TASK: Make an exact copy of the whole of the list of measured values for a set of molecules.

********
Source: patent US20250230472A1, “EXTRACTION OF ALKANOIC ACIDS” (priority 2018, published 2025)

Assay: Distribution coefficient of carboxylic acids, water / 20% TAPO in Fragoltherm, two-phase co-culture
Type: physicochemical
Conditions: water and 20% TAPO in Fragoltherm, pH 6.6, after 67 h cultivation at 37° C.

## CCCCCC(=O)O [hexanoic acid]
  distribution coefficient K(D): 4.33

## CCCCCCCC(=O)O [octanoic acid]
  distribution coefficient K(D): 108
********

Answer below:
Source: patent US20250230472A1, “EXTRACTION OF ALKANOIC ACIDS” (priority 2018, published 2025)

Assay: Distribution coefficient of carboxylic acids, water / 20% TAPO in Fragoltherm, two-phase co-culture
Type: physicochemical
Conditions: water and 20% TAPO in Fragoltherm, pH 6.6, after 67 h cultivation at 37° C.

## CCCCCC(=O)O [hexanoic acid]
  distribution coefficient K(D): 4.33

## CCCCCCCC(=O)O [octanoic acid]
  distribution coefficient K(D): 108